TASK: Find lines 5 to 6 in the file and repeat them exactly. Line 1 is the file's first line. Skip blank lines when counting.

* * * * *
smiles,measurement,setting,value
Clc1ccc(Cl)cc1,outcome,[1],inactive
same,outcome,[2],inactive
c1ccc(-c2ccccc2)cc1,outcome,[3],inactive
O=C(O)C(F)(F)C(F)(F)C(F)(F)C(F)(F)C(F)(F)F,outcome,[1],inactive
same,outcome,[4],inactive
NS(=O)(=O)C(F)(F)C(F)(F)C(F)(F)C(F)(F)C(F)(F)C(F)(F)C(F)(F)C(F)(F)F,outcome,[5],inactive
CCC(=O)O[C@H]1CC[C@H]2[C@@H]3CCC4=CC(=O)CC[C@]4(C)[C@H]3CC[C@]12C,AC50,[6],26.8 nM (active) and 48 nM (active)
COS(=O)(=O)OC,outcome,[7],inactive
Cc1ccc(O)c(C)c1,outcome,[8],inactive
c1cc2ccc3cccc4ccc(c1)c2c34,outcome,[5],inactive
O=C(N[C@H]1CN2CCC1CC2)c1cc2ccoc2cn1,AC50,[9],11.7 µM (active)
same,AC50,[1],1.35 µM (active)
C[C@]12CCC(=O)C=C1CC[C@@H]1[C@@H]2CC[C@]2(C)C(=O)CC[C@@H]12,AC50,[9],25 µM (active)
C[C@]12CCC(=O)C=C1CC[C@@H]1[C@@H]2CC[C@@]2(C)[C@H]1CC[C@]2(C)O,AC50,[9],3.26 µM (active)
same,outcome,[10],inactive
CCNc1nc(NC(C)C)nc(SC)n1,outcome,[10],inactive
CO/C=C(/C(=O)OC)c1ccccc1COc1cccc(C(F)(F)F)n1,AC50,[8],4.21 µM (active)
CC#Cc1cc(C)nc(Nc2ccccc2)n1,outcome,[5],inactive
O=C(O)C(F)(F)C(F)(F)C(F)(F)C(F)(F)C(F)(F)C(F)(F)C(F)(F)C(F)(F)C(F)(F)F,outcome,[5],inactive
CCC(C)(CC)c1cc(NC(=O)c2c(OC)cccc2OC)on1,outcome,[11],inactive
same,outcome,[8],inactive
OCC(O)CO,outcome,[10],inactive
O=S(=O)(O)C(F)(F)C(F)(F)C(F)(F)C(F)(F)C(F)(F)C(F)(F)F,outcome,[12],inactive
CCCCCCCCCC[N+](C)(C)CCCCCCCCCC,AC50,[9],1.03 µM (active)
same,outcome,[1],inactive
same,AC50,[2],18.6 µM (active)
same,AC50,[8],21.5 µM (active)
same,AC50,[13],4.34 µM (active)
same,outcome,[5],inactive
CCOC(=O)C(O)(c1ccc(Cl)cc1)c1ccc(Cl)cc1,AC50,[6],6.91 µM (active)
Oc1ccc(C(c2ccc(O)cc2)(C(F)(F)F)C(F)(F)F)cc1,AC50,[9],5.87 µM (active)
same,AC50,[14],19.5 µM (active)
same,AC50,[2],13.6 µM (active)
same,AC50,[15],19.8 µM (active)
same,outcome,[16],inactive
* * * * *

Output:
O=C(O)C(F)(F)C(F)(F)C(F)(F)C(F)(F)C(F)(F)F,outcome,[1],inactive
same,outcome,[4],inactive